COACH MARTY SIMMONS SHEDS 135 POUNDS When Coach Marty Simmons led his University of Evansville basketball team on to the Roberts Stadium floor October 30 for an exhibition game against DePauw University, some fans may have done a double take. Simmons’s wife, Angie, says that’s typical. “We’ll go somewhere,” she said, “and you can tell people are looking at him and trying to figure out, ‘Is that Marty Simmons or not?’” Since March 15, the 6-foot-5-inch Simmons has shed 135 pounds with the help of a nutritionist and a daily regimen of walking and now jogging three miles every day at 4:30 a.m. with his wife at his side. Angie Simmons has reached her goal of losing 70 pounds, but her husband has a way to go, though he appears fit – and younger – inside his office at UE, clad in Aces purple shorts and orange T-shirt. “I don’t know what my goal is. First it was 50 pounds, then 100; now it’s 150. We’ll see where it goes,” he comments. Simmons, once a sweaty figure with a penchant for sweater vests, jokes that his wife “is still a half lap ahead of me.” “It’s been a long time since I’ve been in this shape.” Although he was always a big-boned guy with a lot of pride and a stubborn passion (nickname The Mule) for everything, especially basketball, he admits over the past 10 years “I let myself go.” “He would never step on a scale,” says Angie Simmons, during a joint interview at her husband’s UE office at Carson Center. She also had gained weight as a coach’s wife and mother of four. Simmons won’t say how much he weighed last March, just that he hit his peak after returning to UE as coach in 2007. “Now I get two comments,” he says. “‘You’ve lost a person (135 pounds).’ That one is a little tough. But my favorite is, ‘You look 15 or 20 years younger.’ That’s a thrill. When you’re an athlete or competitor, you want to feel good, and that makes me feel good!” Why the lifestyle change? 12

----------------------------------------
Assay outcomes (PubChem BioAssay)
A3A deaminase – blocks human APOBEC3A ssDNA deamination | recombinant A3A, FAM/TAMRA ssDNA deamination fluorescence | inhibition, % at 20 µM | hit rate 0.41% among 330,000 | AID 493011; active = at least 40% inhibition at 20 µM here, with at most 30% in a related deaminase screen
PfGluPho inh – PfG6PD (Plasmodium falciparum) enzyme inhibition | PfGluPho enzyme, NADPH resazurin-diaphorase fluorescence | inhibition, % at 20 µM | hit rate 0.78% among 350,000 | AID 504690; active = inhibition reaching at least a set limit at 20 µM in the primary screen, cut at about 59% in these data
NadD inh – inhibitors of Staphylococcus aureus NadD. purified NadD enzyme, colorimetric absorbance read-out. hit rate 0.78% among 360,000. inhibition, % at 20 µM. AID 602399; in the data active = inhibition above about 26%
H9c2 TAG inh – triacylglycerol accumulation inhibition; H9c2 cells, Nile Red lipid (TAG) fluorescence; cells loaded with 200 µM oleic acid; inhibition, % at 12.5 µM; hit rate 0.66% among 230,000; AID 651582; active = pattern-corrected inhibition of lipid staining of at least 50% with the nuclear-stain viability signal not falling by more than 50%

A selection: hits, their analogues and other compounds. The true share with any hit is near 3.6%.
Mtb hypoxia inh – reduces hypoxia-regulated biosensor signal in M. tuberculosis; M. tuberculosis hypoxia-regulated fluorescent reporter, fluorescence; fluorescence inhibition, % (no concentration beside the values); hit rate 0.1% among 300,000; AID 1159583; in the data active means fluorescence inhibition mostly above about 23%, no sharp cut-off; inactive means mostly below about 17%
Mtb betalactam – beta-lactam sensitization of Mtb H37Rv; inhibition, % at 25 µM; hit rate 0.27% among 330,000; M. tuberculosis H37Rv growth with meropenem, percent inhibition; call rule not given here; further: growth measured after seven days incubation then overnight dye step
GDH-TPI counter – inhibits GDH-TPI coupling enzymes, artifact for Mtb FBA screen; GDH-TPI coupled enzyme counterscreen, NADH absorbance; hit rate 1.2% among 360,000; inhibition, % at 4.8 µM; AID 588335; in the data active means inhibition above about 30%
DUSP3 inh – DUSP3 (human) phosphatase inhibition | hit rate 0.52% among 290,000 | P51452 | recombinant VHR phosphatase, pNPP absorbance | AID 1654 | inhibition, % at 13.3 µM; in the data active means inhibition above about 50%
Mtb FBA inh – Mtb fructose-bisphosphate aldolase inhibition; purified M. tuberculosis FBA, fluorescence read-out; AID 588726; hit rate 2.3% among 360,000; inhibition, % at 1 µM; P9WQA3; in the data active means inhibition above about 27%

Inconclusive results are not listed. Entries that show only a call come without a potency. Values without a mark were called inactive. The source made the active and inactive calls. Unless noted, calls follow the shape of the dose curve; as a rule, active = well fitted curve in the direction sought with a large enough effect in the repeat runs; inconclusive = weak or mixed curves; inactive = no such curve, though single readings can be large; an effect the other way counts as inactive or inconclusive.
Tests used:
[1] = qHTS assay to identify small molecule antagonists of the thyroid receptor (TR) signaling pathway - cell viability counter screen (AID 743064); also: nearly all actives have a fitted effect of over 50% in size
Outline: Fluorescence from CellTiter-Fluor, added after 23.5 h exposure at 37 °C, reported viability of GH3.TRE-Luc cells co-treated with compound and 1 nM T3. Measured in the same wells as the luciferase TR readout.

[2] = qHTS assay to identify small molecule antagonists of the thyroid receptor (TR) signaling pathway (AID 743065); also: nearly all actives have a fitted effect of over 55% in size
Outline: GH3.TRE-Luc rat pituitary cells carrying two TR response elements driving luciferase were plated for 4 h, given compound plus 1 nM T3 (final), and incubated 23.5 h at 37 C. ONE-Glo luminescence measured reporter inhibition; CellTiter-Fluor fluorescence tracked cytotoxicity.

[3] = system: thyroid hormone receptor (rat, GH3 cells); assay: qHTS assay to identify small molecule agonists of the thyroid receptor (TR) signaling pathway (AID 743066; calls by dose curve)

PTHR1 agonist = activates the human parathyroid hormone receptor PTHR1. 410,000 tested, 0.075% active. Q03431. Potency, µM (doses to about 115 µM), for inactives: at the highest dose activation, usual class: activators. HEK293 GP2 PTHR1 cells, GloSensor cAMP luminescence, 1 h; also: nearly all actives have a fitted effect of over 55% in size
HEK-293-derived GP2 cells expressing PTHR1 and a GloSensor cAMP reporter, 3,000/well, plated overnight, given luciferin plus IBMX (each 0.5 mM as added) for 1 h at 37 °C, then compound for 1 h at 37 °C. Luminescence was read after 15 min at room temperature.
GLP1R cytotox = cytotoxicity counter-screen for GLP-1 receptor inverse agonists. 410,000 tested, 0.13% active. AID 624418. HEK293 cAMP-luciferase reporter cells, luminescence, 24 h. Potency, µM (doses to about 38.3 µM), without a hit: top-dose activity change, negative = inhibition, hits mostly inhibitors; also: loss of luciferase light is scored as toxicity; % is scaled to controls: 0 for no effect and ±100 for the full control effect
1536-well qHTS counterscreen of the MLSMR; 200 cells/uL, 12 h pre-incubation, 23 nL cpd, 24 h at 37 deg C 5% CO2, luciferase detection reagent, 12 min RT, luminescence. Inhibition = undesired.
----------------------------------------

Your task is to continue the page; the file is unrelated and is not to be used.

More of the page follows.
Angie Simmons says the time was right. They were in their mid-40s and realized they wanted to be around for their children and, eventually, grandchildren. Simmons grins at his wife: “She was the catalyst. I think she did this for me so I would do it.” Angie Simmons: “We had friends (and others) who were concerned about the stress of Marty’s job (and were encouraging him to lose weight). It’s always stressful. Even if you win, you have to keep winning.” And Simmons adds, “My family has been on me for years ... I didn’t feel bad when I coached, but when I looked in the mirror, well, I’m not blind.” Pat Wempe, a former UE baseball player and now a physical therapist, recommended nutritionist Jan Schenk. “She’s off-the-charts, awesome,” Simmons beams. “In a lot of ways, she is my coach. She tells us what to eat; she motivates us; she hugs us; she holds us accountable.” Marty and Angie Simmons visit Schenk’s office several times a week, including a weekly weigh-in. Much like a personal trainer armed with 300 recipes, she teaches healthy living habits using the four basic